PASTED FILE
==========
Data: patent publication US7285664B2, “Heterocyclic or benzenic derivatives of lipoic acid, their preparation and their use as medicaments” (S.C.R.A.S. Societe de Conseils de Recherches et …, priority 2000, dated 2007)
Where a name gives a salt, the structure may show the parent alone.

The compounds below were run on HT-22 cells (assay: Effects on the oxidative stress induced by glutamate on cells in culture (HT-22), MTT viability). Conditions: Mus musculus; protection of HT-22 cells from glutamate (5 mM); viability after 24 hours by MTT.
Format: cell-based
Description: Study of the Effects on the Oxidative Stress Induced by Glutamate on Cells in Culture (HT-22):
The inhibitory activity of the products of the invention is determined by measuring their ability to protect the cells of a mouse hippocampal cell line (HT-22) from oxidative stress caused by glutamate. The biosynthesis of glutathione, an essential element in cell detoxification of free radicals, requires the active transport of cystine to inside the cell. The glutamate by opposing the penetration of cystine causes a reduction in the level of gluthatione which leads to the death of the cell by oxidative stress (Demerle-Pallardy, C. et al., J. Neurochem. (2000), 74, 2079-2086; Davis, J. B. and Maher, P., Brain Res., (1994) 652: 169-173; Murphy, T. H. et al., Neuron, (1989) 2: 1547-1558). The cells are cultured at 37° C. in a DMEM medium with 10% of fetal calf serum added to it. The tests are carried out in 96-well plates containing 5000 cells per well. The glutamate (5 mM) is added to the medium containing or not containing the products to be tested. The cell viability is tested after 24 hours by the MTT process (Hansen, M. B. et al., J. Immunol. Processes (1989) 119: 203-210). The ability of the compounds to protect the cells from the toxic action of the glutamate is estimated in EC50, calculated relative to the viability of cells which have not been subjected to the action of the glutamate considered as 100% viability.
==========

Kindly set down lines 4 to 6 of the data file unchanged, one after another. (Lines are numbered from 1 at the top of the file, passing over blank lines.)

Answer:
Format: cell-based
Description: Study of the Effects on the Oxidative Stress Induced by Glutamate on Cells in Culture (HT-22):
The inhibitory activity of the products of the invention is determined by measuring their ability to protect the cells of a mouse hippocampal cell line (HT-22) from oxidative stress caused by glutamate. The biosynthesis of glutathione, an essential element in cell detoxification of free radicals, requires the active transport of cystine to inside the cell. The glutamate by opposing the penetration of cystine causes a reduction in the level of gluthatione which leads to the death of the cell by oxidative stress (Demerle-Pallardy, C. et al., J. Neurochem. (2000), 74, 2079-2086; Davis, J. B. and Maher, P., Brain Res., (1994) 652: 169-173; Murphy, T. H. et al., Neuron, (1989) 2: 1547-1558). The cells are cultured at 37° C. in a DMEM medium with 10% of fetal calf serum added to it. The tests are carried out in 96-well plates containing 5000 cells per well. The glutamate (5 mM) is added to the medium containing or not containing the products to be tested. The cell viability is tested after 24 hours by the MTT process (Hansen, M. B. et al., J. Immunol. Processes (1989) 119: 203-210). The ability of the compounds to protect the cells from the toxic action of the glutamate is estimated in EC50, calculated relative to the viability of cells which have not been subjected to the action of the glutamate considered as 100% viability.